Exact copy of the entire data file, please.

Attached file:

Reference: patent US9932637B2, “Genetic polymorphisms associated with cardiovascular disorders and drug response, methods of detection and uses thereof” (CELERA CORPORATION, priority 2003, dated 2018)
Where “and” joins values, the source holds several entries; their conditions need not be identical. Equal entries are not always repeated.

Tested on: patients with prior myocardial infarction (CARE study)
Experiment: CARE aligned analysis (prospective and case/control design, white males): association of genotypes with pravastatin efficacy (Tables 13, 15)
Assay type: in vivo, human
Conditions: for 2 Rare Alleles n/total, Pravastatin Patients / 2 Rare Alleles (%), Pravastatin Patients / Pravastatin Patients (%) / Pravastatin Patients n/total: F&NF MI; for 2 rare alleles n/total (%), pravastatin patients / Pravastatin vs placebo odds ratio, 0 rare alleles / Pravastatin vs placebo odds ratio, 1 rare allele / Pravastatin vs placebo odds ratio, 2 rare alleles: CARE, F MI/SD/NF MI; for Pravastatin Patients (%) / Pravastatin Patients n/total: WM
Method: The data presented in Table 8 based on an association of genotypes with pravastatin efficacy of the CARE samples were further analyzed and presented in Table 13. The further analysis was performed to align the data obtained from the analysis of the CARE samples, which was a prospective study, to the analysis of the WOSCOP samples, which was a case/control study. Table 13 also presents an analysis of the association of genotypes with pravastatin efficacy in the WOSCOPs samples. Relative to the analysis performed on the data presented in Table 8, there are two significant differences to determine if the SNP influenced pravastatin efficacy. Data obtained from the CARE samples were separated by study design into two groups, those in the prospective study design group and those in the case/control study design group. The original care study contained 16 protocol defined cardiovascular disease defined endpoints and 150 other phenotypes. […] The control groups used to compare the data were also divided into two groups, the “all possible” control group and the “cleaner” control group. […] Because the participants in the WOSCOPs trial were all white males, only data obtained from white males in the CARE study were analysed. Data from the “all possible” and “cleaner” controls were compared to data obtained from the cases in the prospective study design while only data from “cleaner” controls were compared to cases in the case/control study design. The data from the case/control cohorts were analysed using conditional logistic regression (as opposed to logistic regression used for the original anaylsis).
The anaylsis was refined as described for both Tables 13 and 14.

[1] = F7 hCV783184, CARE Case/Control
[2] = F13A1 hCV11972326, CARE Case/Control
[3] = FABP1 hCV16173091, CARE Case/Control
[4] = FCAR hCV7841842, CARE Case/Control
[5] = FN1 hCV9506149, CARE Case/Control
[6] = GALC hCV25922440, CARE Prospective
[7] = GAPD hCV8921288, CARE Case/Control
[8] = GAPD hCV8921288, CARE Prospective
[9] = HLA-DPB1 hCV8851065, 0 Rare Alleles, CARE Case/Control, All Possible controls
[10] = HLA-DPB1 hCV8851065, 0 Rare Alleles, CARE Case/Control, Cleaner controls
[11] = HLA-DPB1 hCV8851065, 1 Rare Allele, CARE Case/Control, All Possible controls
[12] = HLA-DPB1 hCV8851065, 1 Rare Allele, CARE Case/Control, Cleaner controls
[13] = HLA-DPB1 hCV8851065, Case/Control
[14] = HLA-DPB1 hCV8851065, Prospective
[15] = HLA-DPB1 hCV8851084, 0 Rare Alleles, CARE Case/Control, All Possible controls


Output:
Reference: patent US9932637B2, “Genetic polymorphisms associated with cardiovascular disorders and drug response, methods of detection and uses thereof” (CELERA CORPORATION, priority 2003, dated 2018)
Where “and” joins values, the source holds several entries; their conditions need not be identical. Equal entries are not always repeated.

Tested on: patients with prior myocardial infarction (CARE study)
Experiment: CARE aligned analysis (prospective and case/control design, white males): association of genotypes with pravastatin efficacy (Tables 13, 15)
Assay type: in vivo, human
Conditions: for 2 Rare Alleles n/total, Pravastatin Patients / 2 Rare Alleles (%), Pravastatin Patients / Pravastatin Patients (%) / Pravastatin Patients n/total: F&NF MI; for 2 rare alleles n/total (%), pravastatin patients / Pravastatin vs placebo odds ratio, 0 rare alleles / Pravastatin vs placebo odds ratio, 1 rare allele / Pravastatin vs placebo odds ratio, 2 rare alleles: CARE, F MI/SD/NF MI; for Pravastatin Patients (%) / Pravastatin Patients n/total: WM
Method: The data presented in Table 8 based on an association of genotypes with pravastatin efficacy of the CARE samples were further analyzed and presented in Table 13. The further analysis was performed to align the data obtained from the analysis of the CARE samples, which was a prospective study, to the analysis of the WOSCOP samples, which was a case/control study. Table 13 also presents an analysis of the association of genotypes with pravastatin efficacy in the WOSCOPs samples. Relative to the analysis performed on the data presented in Table 8, there are two significant differences to determine if the SNP influenced pravastatin efficacy. Data obtained from the CARE samples were separated by study design into two groups, those in the prospective study design group and those in the case/control study design group. The original care study contained 16 protocol defined cardiovascular disease defined endpoints and 150 other phenotypes. […] The control groups used to compare the data were also divided into two groups, the “all possible” control group and the “cleaner” control group. […] Because the participants in the WOSCOPs trial were all white males, only data obtained from white males in the CARE study were analysed. Data from the “all possible” and “cleaner” controls were compared to data obtained from the cases in the prospective study design while only data from “cleaner” controls were compared to cases in the case/control study design. The data from the case/control cohorts were analysed using conditional logistic regression (as opposed to logistic regression used for the original anaylsis).
The anaylsis was refined as described for both Tables 13 and 14.

[1] = F7 hCV783184, CARE Case/Control
[2] = F13A1 hCV11972326, CARE Case/Control
[3] = FABP1 hCV16173091, CARE Case/Control
[4] = FCAR hCV7841842, CARE Case/Control
[5] = FN1 hCV9506149, CARE Case/Control
[6] = GALC hCV25922440, CARE Prospective
[7] = GAPD hCV8921288, CARE Case/Control
[8] = GAPD hCV8921288, CARE Prospective
[9] = HLA-DPB1 hCV8851065, 0 Rare Alleles, CARE Case/Control, All Possible controls
[10] = HLA-DPB1 hCV8851065, 0 Rare Alleles, CARE Case/Control, Cleaner controls
[11] = HLA-DPB1 hCV8851065, 1 Rare Allele, CARE Case/Control, All Possible controls
[12] = HLA-DPB1 hCV8851065, 1 Rare Allele, CARE Case/Control, Cleaner controls
[13] = HLA-DPB1 hCV8851065, Case/Control
[14] = HLA-DPB1 hCV8851065, Prospective
[15] = HLA-DPB1 hCV8851084, 0 Rare Alleles, CARE Case/Control, All Possible controls